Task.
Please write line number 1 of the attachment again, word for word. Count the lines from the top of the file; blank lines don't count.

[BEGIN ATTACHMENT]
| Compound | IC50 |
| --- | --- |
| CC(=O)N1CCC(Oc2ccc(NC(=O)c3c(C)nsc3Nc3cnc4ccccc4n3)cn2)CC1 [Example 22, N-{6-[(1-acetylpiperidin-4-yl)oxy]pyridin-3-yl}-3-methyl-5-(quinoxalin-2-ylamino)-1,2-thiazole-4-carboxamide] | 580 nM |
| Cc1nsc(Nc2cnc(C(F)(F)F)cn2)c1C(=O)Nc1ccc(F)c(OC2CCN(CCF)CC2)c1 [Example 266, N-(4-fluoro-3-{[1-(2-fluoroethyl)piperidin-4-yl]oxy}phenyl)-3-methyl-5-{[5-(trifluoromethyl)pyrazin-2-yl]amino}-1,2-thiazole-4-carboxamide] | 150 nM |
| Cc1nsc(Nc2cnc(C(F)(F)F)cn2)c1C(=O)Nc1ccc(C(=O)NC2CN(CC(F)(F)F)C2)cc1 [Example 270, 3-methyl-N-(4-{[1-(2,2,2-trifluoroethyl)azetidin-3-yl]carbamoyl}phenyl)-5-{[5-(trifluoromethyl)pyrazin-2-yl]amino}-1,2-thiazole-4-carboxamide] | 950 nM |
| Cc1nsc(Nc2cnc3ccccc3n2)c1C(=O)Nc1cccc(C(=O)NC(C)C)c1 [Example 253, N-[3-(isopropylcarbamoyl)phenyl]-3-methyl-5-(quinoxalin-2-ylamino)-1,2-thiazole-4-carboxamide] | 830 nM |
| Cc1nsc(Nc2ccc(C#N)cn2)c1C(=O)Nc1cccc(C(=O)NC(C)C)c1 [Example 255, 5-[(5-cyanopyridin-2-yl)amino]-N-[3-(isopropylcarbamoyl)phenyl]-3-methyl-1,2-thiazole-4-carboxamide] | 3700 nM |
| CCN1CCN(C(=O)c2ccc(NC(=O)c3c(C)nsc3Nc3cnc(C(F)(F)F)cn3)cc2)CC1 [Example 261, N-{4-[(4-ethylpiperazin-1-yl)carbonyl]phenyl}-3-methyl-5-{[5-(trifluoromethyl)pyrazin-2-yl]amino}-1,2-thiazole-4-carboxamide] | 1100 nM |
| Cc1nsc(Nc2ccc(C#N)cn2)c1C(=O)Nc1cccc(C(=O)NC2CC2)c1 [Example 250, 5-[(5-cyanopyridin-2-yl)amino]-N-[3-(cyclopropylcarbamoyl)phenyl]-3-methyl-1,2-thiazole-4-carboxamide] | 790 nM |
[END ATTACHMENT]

| Compound | IC50 |